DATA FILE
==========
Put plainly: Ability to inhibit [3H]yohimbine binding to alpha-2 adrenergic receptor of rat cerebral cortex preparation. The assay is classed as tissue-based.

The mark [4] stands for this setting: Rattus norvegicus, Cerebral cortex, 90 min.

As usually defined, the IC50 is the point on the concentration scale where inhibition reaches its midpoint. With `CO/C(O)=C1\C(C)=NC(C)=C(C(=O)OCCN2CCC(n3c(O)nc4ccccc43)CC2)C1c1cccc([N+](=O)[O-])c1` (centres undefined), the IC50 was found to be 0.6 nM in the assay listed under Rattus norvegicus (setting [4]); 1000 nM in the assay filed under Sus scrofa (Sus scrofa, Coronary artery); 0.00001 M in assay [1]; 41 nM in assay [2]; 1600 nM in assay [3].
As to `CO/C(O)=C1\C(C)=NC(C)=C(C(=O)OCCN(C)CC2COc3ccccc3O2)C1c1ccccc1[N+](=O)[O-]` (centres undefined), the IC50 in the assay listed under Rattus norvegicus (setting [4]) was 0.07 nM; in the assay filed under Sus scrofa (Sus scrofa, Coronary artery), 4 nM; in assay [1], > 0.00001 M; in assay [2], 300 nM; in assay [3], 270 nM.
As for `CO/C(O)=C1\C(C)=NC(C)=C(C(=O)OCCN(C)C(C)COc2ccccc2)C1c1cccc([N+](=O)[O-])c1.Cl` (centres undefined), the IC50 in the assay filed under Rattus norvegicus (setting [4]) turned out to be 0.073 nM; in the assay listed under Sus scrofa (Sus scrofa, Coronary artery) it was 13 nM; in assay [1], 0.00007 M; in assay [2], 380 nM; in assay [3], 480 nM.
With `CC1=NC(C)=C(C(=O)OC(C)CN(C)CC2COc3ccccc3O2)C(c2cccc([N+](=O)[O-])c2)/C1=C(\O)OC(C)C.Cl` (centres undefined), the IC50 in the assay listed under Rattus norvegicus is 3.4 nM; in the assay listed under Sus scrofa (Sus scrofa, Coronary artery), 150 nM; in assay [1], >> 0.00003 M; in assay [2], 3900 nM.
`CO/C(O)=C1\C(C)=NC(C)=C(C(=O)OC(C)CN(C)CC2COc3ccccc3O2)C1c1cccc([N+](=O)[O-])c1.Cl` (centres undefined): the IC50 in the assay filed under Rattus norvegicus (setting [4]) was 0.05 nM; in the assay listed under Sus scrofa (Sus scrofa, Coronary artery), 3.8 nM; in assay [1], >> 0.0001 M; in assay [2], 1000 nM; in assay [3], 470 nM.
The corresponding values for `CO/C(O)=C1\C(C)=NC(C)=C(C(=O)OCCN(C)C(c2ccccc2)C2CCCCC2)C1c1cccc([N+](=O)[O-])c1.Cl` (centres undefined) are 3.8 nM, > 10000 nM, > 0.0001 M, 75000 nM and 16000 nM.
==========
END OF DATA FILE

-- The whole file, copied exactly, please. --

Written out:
Put plainly: Ability to inhibit [3H]yohimbine binding to alpha-2 adrenergic receptor of rat cerebral cortex preparation. The assay is classed as tissue-based.

The mark [4] stands for this setting: Rattus norvegicus, Cerebral cortex, 90 min.

As usually defined, the IC50 is the point on the concentration scale where inhibition reaches its midpoint. With `CO/C(O)=C1\C(C)=NC(C)=C(C(=O)OCCN2CCC(n3c(O)nc4ccccc43)CC2)C1c1cccc([N+](=O)[O-])c1` (centres undefined), the IC50 was found to be 0.6 nM in the assay listed under Rattus norvegicus (setting [4]); 1000 nM in the assay filed under Sus scrofa (Sus scrofa, Coronary artery); 0.00001 M in assay [1]; 41 nM in assay [2]; 1600 nM in assay [3].
As to `CO/C(O)=C1\C(C)=NC(C)=C(C(=O)OCCN(C)CC2COc3ccccc3O2)C1c1ccccc1[N+](=O)[O-]` (centres undefined), the IC50 in the assay listed under Rattus norvegicus (setting [4]) was 0.07 nM; in the assay filed under Sus scrofa (Sus scrofa, Coronary artery), 4 nM; in assay [1], > 0.00001 M; in assay [2], 300 nM; in assay [3], 270 nM.
As for `CO/C(O)=C1\C(C)=NC(C)=C(C(=O)OCCN(C)C(C)COc2ccccc2)C1c1cccc([N+](=O)[O-])c1.Cl` (centres undefined), the IC50 in the assay filed under Rattus norvegicus (setting [4]) turned out to be 0.073 nM; in the assay listed under Sus scrofa (Sus scrofa, Coronary artery) it was 13 nM; in assay [1], 0.00007 M; in assay [2], 380 nM; in assay [3], 480 nM.
With `CC1=NC(C)=C(C(=O)OC(C)CN(C)CC2COc3ccccc3O2)C(c2cccc([N+](=O)[O-])c2)/C1=C(\O)OC(C)C.Cl` (centres undefined), the IC50 in the assay listed under Rattus norvegicus is 3.4 nM; in the assay listed under Sus scrofa (Sus scrofa, Coronary artery), 150 nM; in assay [1], >> 0.00003 M; in assay [2], 3900 nM.
`CO/C(O)=C1\C(C)=NC(C)=C(C(=O)OC(C)CN(C)CC2COc3ccccc3O2)C1c1cccc([N+](=O)[O-])c1.Cl` (centres undefined): the IC50 in the assay filed under Rattus norvegicus (setting [4]) was 0.05 nM; in the assay listed under Sus scrofa (Sus scrofa, Coronary artery), 3.8 nM; in assay [1], >> 0.0001 M; in assay [2], 1000 nM; in assay [3], 470 nM.
The corresponding values for `CO/C(O)=C1\C(C)=NC(C)=C(C(=O)OCCN(C)C(c2ccccc2)C2CCCCC2)C1c1cccc([N+](=O)[O-])c1.Cl` (centres undefined) are 3.8 nM, > 10000 nM, > 0.0001 M, 75000 nM and 16000 nM.